A Leader’s Guide: What’s Worth Tracking?
Picture this — I’m in my tennis lesson when I look down at my Apple Watch to check my heart rate. And instead of seeing a heart rate, I see the ambiguous searching circle. Where is my heart rate?! I’m not usually a perfectionist, but when I couldn’t get my heart rate monitor to sync up with my Apple Watch, I wasted more time than I care to admit trying to pair the two with no success. I appear to believe that if my Apple Watch doesn’t record the workout, it didn’t actually happen.
Apparently, not only does tracking help you increase your steps, push yourself harder during your tennis lesson, and eat less, it also makes you a little obsessive about making sure all your hard work and effort are truly getting captured into whatever Fitbit, app or tracker you are using. Let me rephrase: It can make me compulsive about getting credit.
So we’ve now established that for a true tracker, something doesn’t count if it wasn’t measured and accounted for.
Which leads me to make the leap to how you manage your team — what are you tracking and measuring in their behavior?
If you are like the majority of leaders, you can easily spot your staff’s growth areas, times when they dropped the ball, and ways that you wish they were different/better/more independent/fill in the blank. And you also notice when they do extraordinary work and make sure to compliment them on it. Right?
But here’s the rub: Your staff is measuring every single time you gave them unclear directions and then got frustrated, every time you corrected them with less diplomacy or patience than you would have at your best, and every time they felt small or “lesser-than” in your presence. They are also tracking every time you gave them an assignment, they performed it perfectly, and you simply nodded, smiled and then moved on to the next agenda item with barely a thank you.
There’s a potential disconnect. Looking at the numbers can tell one business story, but if you’re stuck only measuring certain results, you are missing out on seeing the full picture of what is driving your team, why, and how they feel about it.
One of my clients is a sales executive and tracking the numbers really matters for sales. He believed that dictating to his teams how they should improve sales was the key to increasing those numbers. As we worked together on tracking down the source of his sales issues, my client realized that focusing on the numbers alone wasn’t enough to help him improve them. He saw that unless he focused on taking the time to mentor and engage those employees behind the numbers, he was missing the true growth opportunity for his organization.
Once he started having more crucial conversations with his employees, he noticed many more ways to involve them in the organization’s success, as well as important signals to pay attention to that he would have missed when he was only focused on the bottom line.
Knowing how a staff member is performing by the numbers does not mean you know how engaged they are. There can be a big disconnect between “the truth” that these numbers represent and the effort level, investment in learning, and emotional fulfillment of an employee.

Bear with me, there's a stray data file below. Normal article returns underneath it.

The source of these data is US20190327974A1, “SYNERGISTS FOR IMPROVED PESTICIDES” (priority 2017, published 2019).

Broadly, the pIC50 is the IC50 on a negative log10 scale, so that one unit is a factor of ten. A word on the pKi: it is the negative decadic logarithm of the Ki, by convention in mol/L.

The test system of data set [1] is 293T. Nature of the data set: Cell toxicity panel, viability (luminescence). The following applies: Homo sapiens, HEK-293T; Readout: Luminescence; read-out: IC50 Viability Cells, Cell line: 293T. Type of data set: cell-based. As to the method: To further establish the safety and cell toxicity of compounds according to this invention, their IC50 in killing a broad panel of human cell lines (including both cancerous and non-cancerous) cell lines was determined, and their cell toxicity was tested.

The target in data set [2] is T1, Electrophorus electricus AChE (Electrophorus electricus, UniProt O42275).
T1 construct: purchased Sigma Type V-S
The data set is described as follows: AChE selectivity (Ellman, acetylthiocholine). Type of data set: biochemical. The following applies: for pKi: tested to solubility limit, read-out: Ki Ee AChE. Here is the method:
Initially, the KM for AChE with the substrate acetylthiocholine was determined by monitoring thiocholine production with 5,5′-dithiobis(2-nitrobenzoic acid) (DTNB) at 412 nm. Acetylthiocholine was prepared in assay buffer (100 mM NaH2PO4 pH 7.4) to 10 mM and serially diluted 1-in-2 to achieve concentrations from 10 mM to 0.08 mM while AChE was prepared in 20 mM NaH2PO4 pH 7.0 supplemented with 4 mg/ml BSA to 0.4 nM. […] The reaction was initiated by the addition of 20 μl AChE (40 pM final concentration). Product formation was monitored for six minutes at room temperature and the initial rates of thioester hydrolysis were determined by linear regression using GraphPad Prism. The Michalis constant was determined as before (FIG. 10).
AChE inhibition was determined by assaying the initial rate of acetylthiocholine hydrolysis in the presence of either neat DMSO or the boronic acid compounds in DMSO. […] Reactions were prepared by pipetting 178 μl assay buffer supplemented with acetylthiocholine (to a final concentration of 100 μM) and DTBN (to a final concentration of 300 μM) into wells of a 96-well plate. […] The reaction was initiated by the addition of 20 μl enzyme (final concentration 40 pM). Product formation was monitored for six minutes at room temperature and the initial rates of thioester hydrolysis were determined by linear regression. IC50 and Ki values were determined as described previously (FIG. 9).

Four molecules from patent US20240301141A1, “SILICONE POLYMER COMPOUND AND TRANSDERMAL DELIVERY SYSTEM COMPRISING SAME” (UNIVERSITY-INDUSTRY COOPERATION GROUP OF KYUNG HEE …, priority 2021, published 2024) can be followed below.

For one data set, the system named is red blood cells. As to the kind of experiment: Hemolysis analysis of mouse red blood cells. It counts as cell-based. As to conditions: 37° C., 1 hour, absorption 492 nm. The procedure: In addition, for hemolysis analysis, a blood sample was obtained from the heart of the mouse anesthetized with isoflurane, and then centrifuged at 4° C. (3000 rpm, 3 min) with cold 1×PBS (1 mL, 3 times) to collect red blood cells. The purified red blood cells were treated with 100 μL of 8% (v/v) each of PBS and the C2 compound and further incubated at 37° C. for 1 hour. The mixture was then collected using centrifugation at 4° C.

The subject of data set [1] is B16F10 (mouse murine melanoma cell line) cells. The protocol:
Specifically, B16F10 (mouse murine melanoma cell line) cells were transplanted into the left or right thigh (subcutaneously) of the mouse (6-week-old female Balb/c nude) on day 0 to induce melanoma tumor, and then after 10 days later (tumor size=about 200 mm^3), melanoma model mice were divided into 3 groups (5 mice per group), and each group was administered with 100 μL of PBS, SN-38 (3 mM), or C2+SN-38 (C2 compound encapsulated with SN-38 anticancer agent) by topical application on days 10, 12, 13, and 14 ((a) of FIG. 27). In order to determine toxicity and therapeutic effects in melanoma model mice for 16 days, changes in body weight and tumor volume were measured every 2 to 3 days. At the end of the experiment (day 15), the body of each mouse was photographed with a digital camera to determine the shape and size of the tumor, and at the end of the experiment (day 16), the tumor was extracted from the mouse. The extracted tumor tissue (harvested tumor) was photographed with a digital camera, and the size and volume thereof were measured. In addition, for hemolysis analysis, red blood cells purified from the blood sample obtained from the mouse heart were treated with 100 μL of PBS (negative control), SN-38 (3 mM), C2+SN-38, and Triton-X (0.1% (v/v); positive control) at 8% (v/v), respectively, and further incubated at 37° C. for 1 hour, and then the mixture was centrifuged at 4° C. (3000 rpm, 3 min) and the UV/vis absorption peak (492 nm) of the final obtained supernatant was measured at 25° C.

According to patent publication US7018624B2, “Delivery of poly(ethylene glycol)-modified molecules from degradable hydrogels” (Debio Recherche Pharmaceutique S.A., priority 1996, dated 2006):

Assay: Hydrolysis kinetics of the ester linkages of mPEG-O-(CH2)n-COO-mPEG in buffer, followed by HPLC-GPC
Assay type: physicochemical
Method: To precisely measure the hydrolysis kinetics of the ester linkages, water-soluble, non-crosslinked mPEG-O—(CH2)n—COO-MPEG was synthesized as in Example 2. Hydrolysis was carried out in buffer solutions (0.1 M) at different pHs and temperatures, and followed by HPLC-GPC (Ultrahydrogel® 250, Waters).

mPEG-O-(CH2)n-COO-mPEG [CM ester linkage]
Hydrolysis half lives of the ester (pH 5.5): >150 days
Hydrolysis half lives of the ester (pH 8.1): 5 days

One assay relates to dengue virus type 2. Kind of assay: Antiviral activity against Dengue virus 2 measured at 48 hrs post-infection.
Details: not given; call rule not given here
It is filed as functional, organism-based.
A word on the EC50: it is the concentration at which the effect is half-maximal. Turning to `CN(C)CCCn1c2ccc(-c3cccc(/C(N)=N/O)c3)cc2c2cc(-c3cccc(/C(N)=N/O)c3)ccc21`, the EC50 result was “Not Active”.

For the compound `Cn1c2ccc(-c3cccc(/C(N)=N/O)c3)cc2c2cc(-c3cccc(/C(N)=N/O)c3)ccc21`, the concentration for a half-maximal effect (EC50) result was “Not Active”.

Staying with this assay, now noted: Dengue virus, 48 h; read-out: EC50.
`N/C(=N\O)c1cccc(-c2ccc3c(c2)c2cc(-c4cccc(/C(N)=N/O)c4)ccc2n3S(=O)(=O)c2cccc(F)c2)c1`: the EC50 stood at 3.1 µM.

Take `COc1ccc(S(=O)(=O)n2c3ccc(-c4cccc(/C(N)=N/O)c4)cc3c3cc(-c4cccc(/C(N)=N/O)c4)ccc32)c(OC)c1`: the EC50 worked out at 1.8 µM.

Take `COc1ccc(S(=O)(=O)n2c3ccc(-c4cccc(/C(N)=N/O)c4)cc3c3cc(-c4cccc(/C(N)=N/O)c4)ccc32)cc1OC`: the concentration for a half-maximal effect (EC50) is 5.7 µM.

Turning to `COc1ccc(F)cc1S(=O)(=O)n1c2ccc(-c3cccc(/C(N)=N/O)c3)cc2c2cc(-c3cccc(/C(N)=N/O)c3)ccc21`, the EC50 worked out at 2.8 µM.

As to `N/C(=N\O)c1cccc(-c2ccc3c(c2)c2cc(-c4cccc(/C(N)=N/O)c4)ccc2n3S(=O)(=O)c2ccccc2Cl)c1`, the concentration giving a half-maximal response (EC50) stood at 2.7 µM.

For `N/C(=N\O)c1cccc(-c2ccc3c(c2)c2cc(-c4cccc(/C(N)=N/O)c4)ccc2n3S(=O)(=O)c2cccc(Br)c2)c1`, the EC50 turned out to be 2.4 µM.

The truth is that tracking results and outcomes does work. It is very effective in focusing your brain on the outcome you are measuring. But like me in my tennis lesson, if I’m only looking at my heart rate, I’m not focusing enough on my forehand and backhand – the strokes that eventually up my tennis game. It’s important to pay attention to and track not just the results-oriented outcomes, but also other measures, such as employee engagement and enthusiasm. These can be crucial early warning signs of potential storms ahead, and they can help you lead and inspire your team more effectively and compassionately.
• How much of the time does your team smile at work?
• How often does one member volunteer to help another teammate when they could really use it?
• How many times did you shrug off a requested meeting and ask for an email report instead?
• How many of your direct reports are applying for other jobs?
If you find yourself disappointed when you start investigating these, you may be on an uphill climb to improving your numbers further in the future or on the verge of losing key employees.
Here’s a quick exercise that might help:
1. Write down three things you could track that would give you a very clear picture of how high-functioning your team is.
2. Write down three things that, if your employees tracked them about you, would give you a clearer picture of whether you are living up to your own vision of yourself as a leader.
3. Which one of these things would you be willing to track for the next 7-14 days to give yourself a more accurate assessment of how things really are for your team at work?
The truth is that leadership by the numbers isn’t enough. To generate the high level of productivity and creativity you require, you need engaged and inspired employees. And for that, you need connection. The more sophisticated your workforce is, the more you need to find ways (measurable or not) to engage them fully at work so that you, as their leader, you’re tapping into the full potential of what’s possible for your team and organization.
This article was originally published on Forbes.com in March 2016.